Double trouble: Ojala brothers stay close to home as both pick Michigan Tech
CALUMET — For parents who have children that play high school sports, getting to see those youngsters have the opportunity to continue to play the sport they love while also getting a good education is one of the most special experiences they can ask for.
Calumet Copper Kings boys basketball coach Mike Ojala has a set of twin boys, Matthew and Travis, who are both going to have that opportunity.
Oh, and they will be doing it at the same school.
“It is certainly unique,” said Mike. “I don’t think they are the first brothers to have those opportunities, I am sure. The fact that they are twins, and really fulfilling both of their goals to have a chance to compete at the Division II level, that’s great. I am proud of them.”
Both of the twins played varsity football in the Fall, basketball in the Winter, and ran track in the Spring. Mike made sure that they were both fully committed to playing sports throughout the school year, along with keeping their grades up in the classroom.
“I stressed to them a long time ago, when they started their high school careers, and prior to that, just how important it was to be athletes, and compete as three-sport athletes in high school,” Mike said.
Matt, who was recently named to All-U.P. Dream Team for basketball, signed with the Huskies basketball team, a group that finished 11-16 this season, with wins over Gannon, Ferris State, and GLIAC Tournament champion Grand Valley State.
The 6-foot-1 guard finished his senior season as a four-year starter for the Copper Kings. Along the way, he set a new school record for career points with 1,378. He averaged 19.3 points per game, 7.1 rebounds, 8.3 assists and 2.2 steals.
As impressive as those numbers were, his father felt the key scoring numbers could have been higher if Matt had been more selfish with the ball. However, that is not the way that Matt plays the game.
“I think the No. 1 thing for him is that a long time ago, he set goals for himself and he set them high,” said Mike. “I think that the work ethic and the self-motivation that he has shown over the years has been unique.
“He went through some ups and downs and some frustrations, but he stayed focused and showed that tremendous work ethic and it really paid off for him.”
The other thing the numbers bear out is that Matt grew, over the course of his four years on the varsity team, to be the focal point of the offense. Nearly everything the Copper Kings did offensively flowed through the talented backcourt player.
“Being a point guard and having the responsibility of running the team’s offense, and getting the ball to the right people, there is a lot that goes along with that,” Mike said. “We basically, the last two years, just turned it over to him and gave him time and space on the floor to make decisions. Each time down (the floor), we ran very few set plays and just allowed Matt to create and use his ability.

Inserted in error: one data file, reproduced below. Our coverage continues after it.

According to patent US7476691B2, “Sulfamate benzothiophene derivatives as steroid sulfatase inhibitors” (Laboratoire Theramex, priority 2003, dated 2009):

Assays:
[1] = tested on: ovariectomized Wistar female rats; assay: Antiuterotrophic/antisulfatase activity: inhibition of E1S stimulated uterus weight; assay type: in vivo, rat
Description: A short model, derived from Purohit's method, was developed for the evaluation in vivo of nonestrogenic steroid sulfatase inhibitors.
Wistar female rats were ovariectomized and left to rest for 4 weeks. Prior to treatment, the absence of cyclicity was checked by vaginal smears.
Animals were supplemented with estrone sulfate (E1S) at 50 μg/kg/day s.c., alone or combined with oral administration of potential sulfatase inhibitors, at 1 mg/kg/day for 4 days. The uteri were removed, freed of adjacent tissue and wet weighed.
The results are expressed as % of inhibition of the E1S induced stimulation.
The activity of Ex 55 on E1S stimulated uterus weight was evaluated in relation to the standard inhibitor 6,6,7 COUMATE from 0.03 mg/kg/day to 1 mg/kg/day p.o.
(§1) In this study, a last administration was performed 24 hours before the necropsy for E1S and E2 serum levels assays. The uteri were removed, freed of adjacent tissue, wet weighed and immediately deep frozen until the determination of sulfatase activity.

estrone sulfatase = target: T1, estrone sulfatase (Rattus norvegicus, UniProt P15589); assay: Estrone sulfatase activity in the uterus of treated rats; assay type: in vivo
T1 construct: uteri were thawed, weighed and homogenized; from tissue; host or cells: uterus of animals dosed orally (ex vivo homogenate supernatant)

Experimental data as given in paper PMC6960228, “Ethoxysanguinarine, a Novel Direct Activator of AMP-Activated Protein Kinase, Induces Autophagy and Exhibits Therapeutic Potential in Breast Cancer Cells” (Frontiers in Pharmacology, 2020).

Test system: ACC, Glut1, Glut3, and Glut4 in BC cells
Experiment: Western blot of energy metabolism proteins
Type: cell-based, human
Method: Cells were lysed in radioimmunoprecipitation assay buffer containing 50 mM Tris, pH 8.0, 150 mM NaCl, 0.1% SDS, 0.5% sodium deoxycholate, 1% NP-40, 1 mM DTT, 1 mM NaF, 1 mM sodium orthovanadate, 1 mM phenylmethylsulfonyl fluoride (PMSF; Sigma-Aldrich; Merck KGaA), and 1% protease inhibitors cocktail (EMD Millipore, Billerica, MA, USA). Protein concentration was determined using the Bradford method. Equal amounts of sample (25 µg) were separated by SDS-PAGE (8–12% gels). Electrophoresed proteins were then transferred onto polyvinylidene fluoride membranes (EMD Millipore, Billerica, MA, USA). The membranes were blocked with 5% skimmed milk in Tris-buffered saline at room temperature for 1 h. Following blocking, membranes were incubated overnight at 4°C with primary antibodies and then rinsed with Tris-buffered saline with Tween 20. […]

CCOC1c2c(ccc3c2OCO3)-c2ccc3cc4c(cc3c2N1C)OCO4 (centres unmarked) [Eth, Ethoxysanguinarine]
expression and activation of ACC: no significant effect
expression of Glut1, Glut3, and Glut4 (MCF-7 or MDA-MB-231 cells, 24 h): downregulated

“I think he understood the importance of not only scoring…with his ability, but making sure the other kids on the team stayed engaged. When kids got hot, he continued to feed them.”
Along with Travis, Matt and the Copper Kings ran into a buzzsaw in the playoffs in the form of the then-undefeated Iron Mountain Mountaineers.
Matt was also solid during the football season, making 26 catches for 429 years and seven touchdowns. He made six of those catches in the playoffs against Westwood.
Football is where Travis shone through in a big way. As a senior and a captain, Travis was, as coach John Croze put it, “(the) best two-way player in the U.P.”
He racked up 994 yards on 145 rushes. He also had 17 touchdowns on the ground. Through the air, he had five catches for 49 yards and a touchdown.
Defensively, Travis was also solid, picking up 75 tackles, including seven for loss. He also had five interceptions, one recovered fumble and 10 tackles and the game-clinching interception against Westwood in the playoffs.
“He has certainly done a lot for our football program over the years,” said Mike. “He’s earned that opportunity now to go play at Tech.
“Last year, both sides of the ball, he was a heck of a player. A lot of that was just his effort and toughness and the way he competes.”
Neither of the twins were particularly big when they were first brought up to the varsity programs, and their father feels that that motivated both of them to earn their playing time by putting the effort in, both on the field and in the weight room. He is especially proud of how hard Travis has worked.
“Looking back at Matt as a freshman, and the size he was, when I brought him up to the varsity, and Travis wasn’t a whole lot bigger, we were able to bring him up, as a sophomore, on our football team about halfway through the season,” Mike said. “He (Travis) had a pretty nice roll for us on a team that went to the state quarterfinals.
“He was an undersized kid then. He played with heart. Once he physically started catching up, and really, really committed to that weight room, his football career took off as a junior.”
Mike feels that both of his sons have worked very hard to get to where they want to go and feels that it was that consistent effort that earned them their opportunities.
“They understand the importance of being athletes, and getting out and competing in all three seasons,” said Mike. “I really think that helped those guys when it came down to their main, or featured, sports.”